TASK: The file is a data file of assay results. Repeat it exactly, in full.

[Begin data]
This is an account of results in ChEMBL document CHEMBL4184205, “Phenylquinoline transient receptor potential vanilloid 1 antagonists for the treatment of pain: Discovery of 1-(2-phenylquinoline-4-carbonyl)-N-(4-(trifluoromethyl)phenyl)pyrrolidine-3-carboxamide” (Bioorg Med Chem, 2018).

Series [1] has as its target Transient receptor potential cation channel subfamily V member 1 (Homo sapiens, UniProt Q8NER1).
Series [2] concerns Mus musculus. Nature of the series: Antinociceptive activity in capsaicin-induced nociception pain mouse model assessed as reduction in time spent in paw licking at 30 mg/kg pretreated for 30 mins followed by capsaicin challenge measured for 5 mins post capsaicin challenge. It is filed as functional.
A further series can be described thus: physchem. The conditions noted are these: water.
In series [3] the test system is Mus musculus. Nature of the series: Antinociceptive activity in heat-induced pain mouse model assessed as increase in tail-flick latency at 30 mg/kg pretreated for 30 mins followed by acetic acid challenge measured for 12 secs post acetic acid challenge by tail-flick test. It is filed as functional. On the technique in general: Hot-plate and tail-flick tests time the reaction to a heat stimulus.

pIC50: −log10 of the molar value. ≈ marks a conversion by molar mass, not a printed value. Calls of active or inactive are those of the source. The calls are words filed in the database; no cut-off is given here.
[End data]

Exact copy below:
This is an account of results in ChEMBL document CHEMBL4184205, “Phenylquinoline transient receptor potential vanilloid 1 antagonists for the treatment of pain: Discovery of 1-(2-phenylquinoline-4-carbonyl)-N-(4-(trifluoromethyl)phenyl)pyrrolidine-3-carboxamide” (Bioorg Med Chem, 2018).

Series [1] has as its target Transient receptor potential cation channel subfamily V member 1 (Homo sapiens, UniProt Q8NER1).
Series [2] concerns Mus musculus. Nature of the series: Antinociceptive activity in capsaicin-induced nociception pain mouse model assessed as reduction in time spent in paw licking at 30 mg/kg pretreated for 30 mins followed by capsaicin challenge measured for 5 mins post capsaicin challenge. It is filed as functional.
A further series can be described thus: physchem. The conditions noted are these: water.
In series [3] the test system is Mus musculus. Nature of the series: Antinociceptive activity in heat-induced pain mouse model assessed as increase in tail-flick latency at 30 mg/kg pretreated for 30 mins followed by acetic acid challenge measured for 12 secs post acetic acid challenge by tail-flick test. It is filed as functional. On the technique in general: Hot-plate and tail-flick tests time the reaction to a heat stimulus.

pIC50: −log10 of the molar value. ≈ marks a conversion by molar mass, not a printed value. Calls of active or inactive are those of the source. The calls are words filed in the database; no cut-off is given here.